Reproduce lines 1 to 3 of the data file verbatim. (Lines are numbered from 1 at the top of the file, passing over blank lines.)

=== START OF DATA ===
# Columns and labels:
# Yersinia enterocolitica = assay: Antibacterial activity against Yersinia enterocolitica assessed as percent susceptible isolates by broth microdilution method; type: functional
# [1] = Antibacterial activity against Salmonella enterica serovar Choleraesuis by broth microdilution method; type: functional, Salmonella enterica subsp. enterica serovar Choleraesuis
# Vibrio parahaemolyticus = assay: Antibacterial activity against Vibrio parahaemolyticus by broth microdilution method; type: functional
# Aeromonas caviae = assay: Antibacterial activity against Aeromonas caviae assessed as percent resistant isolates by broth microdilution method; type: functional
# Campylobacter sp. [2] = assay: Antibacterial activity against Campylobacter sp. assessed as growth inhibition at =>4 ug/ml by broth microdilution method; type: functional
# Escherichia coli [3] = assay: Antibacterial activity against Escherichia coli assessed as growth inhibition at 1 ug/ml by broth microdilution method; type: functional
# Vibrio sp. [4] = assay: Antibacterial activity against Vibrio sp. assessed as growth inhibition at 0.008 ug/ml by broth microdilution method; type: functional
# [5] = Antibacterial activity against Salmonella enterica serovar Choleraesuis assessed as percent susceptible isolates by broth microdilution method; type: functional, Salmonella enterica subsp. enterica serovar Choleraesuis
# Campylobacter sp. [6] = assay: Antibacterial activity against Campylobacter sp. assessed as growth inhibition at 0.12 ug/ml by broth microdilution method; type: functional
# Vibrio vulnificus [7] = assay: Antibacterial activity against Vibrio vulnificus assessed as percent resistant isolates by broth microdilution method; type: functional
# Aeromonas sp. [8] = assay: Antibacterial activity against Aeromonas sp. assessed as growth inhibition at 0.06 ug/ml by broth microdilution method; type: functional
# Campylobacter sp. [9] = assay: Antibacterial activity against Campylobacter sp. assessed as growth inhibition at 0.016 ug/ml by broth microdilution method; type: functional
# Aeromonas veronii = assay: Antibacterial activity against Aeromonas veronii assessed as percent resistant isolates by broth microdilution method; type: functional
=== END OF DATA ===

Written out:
# Columns and labels:
# Yersinia enterocolitica = assay: Antibacterial activity against Yersinia enterocolitica assessed as percent susceptible isolates by broth microdilution method; type: functional
# [1] = Antibacterial activity against Salmonella enterica serovar Choleraesuis by broth microdilution method; type: functional, Salmonella enterica subsp. enterica serovar Choleraesuis